Minute wild things
That shine


a- From the family of shaligrams, or round forms, this one indicates, in the blue sky of consciousness, the possibility of dialogue, in the form of a luminous line, between our endarkened world and the spiral of energy. The latter, correctly led, will permit the adept to ‘breach’ the former, to deceive, and to escape it.

b- These two, which constitute a pair, not easily separable, are perhaps derived from the kind of simple stamps used to print lines - lines for writing straight in a notebook or on loose pages. The original function has been overshot, forgotten, giving birth to a meditation on the four directions. So, under the effects of concentration, everything visible can fundamentally be resumed in a few vertical or horizontal elliptical lines - the marks of mastery.

c- A strange linga with a heart-shaped head where atoms and the colours of the manifestation dance on a background of consciousness. It designates one of the phases of the world’s movement. According to the occasional accompanying text, it speaks also of the alliance between Vishnu and Shiva.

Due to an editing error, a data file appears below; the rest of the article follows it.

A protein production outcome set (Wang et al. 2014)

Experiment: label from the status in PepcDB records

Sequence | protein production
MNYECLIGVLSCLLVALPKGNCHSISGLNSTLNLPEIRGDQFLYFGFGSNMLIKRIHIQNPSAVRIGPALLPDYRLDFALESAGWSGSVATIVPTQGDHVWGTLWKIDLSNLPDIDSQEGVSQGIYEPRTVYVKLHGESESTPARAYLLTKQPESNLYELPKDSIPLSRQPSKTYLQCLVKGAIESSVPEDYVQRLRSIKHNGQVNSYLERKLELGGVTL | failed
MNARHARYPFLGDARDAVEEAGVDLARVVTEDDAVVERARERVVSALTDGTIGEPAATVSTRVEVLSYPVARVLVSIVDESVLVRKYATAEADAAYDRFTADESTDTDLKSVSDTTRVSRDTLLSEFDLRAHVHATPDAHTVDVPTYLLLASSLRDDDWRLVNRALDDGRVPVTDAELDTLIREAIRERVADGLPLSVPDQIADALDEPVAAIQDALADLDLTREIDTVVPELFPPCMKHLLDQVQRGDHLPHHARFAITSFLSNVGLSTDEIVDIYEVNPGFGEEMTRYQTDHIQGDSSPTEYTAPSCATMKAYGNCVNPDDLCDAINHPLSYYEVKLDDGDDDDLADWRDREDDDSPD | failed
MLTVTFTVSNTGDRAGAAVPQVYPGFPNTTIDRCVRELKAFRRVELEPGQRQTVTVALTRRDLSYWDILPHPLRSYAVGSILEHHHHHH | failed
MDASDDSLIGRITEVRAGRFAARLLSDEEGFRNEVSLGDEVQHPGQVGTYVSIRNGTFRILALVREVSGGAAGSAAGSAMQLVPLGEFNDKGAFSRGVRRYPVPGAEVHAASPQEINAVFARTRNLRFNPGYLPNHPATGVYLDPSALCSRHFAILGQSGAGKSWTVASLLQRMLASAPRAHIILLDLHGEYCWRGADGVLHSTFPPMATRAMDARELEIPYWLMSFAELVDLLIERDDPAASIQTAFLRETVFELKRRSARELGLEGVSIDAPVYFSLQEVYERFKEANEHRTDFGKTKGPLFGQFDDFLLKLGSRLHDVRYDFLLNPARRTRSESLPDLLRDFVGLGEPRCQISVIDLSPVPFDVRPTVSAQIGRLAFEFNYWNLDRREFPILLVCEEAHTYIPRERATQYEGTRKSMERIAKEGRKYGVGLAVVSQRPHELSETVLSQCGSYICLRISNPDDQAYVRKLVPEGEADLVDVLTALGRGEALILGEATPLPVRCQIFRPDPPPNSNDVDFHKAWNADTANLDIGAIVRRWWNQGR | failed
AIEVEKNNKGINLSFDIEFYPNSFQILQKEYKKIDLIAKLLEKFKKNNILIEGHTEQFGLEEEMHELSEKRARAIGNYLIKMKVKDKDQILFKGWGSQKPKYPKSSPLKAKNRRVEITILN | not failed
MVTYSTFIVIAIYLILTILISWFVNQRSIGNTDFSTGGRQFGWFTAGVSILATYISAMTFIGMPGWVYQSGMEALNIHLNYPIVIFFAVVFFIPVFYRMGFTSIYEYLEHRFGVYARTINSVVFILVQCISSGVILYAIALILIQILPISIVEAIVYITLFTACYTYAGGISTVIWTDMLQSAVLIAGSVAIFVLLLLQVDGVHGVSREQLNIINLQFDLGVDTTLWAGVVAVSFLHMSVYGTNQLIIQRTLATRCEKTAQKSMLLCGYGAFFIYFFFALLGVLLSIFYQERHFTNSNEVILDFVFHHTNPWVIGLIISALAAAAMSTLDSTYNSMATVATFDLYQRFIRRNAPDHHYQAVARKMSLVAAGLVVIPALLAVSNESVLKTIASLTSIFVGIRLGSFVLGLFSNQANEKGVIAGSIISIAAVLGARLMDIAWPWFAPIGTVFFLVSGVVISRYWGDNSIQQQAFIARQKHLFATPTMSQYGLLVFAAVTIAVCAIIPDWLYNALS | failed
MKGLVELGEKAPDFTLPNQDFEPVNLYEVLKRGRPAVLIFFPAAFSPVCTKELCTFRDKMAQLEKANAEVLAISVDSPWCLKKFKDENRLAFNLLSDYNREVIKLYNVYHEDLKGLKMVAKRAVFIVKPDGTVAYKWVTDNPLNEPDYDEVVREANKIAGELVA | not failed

d- Depicted here, the ‘illustrious fish’ (the small blue fork representating one of the ten incarnations of Vishnu) is descending into our dark world - dark, but nevertheless, under the seal of energy (the many-coloured spiral).

e- This represents the passage of the lifeblood of energy in ourselves and in the world. We have seen one variation where the colours are simply inverted, and in which the feminine principle, Prakriti (who is also this energy and the Goddess, Shakti) becomes more radiance than blood.

f- Beige whites on a dark blue background, or bright red on dark brown, the arrows express here the incessant dance of energy. The origin of this piece could well be one of those metal stamps used to print ritual cloth (very old ones have been found made of metal arrows on a wooden base). The key remains meditation on the active principle of all manifestations, or in a word, movement. Life’s movement.

g- Energy is indicated here in the form of a spiral travelling through and regulating the colours of the world. One can also read into it the representation of the cosmic form of the god Vishnu (tantrism having been propagated throughout all Hinduism, its titular gods, Shakti and Shiva, are not the sole divinities concerned in the ritual).